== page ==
Are you guilty of trying to catch some zzz’s in your horse’s stall, or yawn your way through walking the course all while sipping on your triple espresso? Whether you are an amateur athlete, professional athlete, or trainer, participating in equestrian sport is demanding and exhausting. Chances are you’ve mastered the art of walking while sleeping!

Training days are long and intense, horse show days are even longer, and add on traveling, work responsibilities, academic responsibilities, active social life, relationships, and pre-show jitters… you have a recipe for sleep deprivation.

[Read: But I Don’t Want to Go to the Gym! Fitness for Riders Who Hate Working Out]

Like any other sport equestrian athletes focus on fitness and nutrition to elevate performance, however, the importance of sleep can be undervalued. Adequate, restful sleep is a significant component in both athletic performance and recovery from training stress.

So how much sleep do we need?  Let’s first look at the amount of sleep these elite athletes get per night:

  • Lindsay Vonn (downhill skiing) = 9 hours
  • Usain Bolt (sprinter) = 8-10 hours
  • Roger Federer (tennis) = 11-12 hours
  • Michelle Wie (golf) = 12 hours

Doesn’t 12 hours of sleep sound glorious?! So how does your nightly sleep compare? The general consensus is that 7-9 hours of restful sleep is adequate for both physical and mental recovery from training stress. Ideally, you want to have enough hours of sleep that allow you to feel rested, alert, and attentive during the day.

What are the benefits of good consistent sleep patterns on my riding performance?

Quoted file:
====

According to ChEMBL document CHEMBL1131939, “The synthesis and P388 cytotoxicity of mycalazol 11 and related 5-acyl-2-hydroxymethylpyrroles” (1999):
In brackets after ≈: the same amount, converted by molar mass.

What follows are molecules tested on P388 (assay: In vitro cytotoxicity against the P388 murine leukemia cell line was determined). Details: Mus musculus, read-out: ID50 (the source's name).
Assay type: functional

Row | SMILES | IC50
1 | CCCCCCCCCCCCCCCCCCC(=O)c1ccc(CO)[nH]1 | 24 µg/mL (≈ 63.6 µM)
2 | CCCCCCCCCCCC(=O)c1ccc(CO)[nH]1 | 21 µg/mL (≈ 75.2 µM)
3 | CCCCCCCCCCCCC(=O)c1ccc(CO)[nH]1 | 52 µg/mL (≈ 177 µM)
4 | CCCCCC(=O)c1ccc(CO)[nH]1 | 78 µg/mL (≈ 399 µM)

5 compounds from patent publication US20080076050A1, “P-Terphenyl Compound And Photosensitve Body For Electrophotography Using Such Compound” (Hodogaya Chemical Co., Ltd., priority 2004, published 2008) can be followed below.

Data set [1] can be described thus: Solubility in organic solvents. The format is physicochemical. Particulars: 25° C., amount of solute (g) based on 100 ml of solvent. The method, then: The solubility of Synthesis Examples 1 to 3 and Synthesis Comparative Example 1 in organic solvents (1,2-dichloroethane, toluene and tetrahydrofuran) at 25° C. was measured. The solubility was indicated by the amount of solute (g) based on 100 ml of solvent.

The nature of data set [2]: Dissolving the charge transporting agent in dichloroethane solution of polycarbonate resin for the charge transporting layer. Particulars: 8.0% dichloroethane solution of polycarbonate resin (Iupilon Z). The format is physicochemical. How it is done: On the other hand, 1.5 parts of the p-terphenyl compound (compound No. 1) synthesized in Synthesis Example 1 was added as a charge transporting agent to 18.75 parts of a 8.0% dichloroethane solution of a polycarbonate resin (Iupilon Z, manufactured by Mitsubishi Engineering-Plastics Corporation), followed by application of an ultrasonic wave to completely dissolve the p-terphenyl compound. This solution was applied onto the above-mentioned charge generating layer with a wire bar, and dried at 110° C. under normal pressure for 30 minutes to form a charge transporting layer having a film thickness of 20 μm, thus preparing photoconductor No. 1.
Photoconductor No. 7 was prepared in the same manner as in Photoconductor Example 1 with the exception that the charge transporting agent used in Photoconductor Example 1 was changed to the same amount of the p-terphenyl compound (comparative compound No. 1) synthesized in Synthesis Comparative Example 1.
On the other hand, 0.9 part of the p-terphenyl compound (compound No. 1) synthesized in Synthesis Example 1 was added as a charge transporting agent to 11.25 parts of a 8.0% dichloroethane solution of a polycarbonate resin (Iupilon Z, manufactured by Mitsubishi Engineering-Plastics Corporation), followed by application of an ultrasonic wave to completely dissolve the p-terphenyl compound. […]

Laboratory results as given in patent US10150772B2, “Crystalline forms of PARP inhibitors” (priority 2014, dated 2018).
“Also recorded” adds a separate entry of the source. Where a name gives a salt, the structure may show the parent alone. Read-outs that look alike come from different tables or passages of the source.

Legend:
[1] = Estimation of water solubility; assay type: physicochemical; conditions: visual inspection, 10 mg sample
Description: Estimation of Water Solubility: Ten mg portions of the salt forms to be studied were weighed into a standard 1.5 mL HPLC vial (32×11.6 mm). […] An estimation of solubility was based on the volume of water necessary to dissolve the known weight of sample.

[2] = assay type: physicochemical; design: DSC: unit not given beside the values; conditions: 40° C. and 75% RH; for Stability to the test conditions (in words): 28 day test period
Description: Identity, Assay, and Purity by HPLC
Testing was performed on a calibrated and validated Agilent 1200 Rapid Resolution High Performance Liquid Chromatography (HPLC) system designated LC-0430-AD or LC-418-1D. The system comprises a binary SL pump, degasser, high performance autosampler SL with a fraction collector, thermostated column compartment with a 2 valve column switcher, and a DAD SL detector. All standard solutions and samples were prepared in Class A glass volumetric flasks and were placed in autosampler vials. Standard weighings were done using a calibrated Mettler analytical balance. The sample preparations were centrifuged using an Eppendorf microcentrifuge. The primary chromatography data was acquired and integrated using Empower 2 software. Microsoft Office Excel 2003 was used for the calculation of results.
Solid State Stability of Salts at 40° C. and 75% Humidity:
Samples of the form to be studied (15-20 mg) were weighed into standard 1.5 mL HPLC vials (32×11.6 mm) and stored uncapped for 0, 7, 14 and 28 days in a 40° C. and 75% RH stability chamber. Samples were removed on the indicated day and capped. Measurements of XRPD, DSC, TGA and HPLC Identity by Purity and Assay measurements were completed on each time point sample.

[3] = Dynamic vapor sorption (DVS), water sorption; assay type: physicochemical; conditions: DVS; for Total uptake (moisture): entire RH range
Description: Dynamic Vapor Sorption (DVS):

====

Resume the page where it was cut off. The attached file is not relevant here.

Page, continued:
• Improves your mental health & function.
    • You have a better capacity for learning. How? Your attentiveness and concentration is increased.  This is particularly important if you are trying to learn a new skill or technique in your riding or working with a new horse.
    • Your risk for depression is decreased as are your stress levels which can help decrease show nerves and anxiety.
    • You have a greater ability to problem solve and make decisions (with your emotions under control).  This is important in and out of the show ring.
  • Improves your physical recovery.
    • Long days of training and showing can cause the body to start to break down and increase the inflammatory response.  Adequate sleep promotes recovery and regeneration through hormone release to aid in muscle repair, muscle and bone growth, and injury recovery.
    • The immune system is boosted which decreases your risk of common colds or illnesses.
    • Restful sleep decreases your perceived level of effort or exertion which can make routine tasks such as mucking out a stall easier.
    • Regeneration helps to prepare the body for the next day’s training stress.
    • Adequate sleep can help you maintain a healthy body weight. Weight gain & risk of obesity increases with sleep deficiency.

In Part 2 of this sleep mini-series, we’ll look at how to actually achieve more restful sleep, and whether or not you can “catch up” on it. Stay tuned!

Meryl Wheeler is a former equestrian athlete who has a passion for physical fitness and health. As a Certified Athletic Therapist and adult educator, she brings her knowledge of the musculoskeletal system and injury prevention to create effective online strength and conditioning programs designed to help clients realize the power, opportunity, and potential they have to reach their own health and wellness goals. To learn more or learn how to enter Meryl’s 6-week Ride Strong fitness program, follow her on Facebook and Instagram

Marshall, G. J.G., & Turner, A. N. (2016). The importance of sleep for athletic performance.
Strength and Conditioning Journal, 38(1), 61–67. doi: 10.1519/SSC.0000000000000189
Walters P.H. (2002). Sleep, the athlete and performance. Strength and Conditioning Journal, 32, 17–24.
Halson S.L. (2014). Sleep in elite athletes and nutritional interventions to enhance sleep. Sports Medicine, 44, 13–23. doi: 10.1007/s40279-014-0147-0
Newmark T. (2012). Cases in visualization for improved athletic performance. Psychiatric Annals, 42(10), 385-387.